On the receiving end of the modest trade down in the first round was the Washington Redskins who were the busiest team on draft weekend two years ago with 12 selections and no small number of trades. The Redskins were in the process of re-building their roster entering their second season under new head coach Mike Shanahan. At No. 16 overall, the Redskins netted Ryan Kerrigan who has been an ever present in the Redskins’ defense in the first two years of his career missing only nine defensive snaps (against Philadelphia this season) in his two seasons combined. What he hasn’t been is a special defensive difference-maker,  but he has been a steady performer for the Redskins and in two seasons has recorded 126 total pressures.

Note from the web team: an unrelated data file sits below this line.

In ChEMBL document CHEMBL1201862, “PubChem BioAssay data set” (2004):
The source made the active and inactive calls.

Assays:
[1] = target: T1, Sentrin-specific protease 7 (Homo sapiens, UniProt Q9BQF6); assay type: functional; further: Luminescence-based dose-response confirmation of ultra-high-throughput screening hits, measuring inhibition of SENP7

By way of trade downs they converted the No. 49 overall pick into four players: Leonard Hankerson, Roy Helu, Dejon Gomes and Maurice Hurt. None were “crucial” contributors to the Redskins’ playoff season in 2012, but Hankerson did at least show the ability to come back from a knee injury which cut short his rookie season and Gomes figures to see more snaps moving forward after playing well in coverage (+2.2) while earning 405 snaps — almost double the number he played in the second half of his rookie season. This playoff run from the Redskins was unexpected to say the least and we are still seeing how the players selected in that 2011 draft will build into a team over the next 12 months or so.

Winner: Washington’s grade is to be determined here, Jacksonville need a miracle to get anything but an F.


New Orleans Gets Ingram 

Trading Up: New Orleans Saints, For: Mark Ingram (No. 28 overall)

Trading Down: New England Patriots, For: No. 56 overall (Rd. 2), No. 27 overall (2012)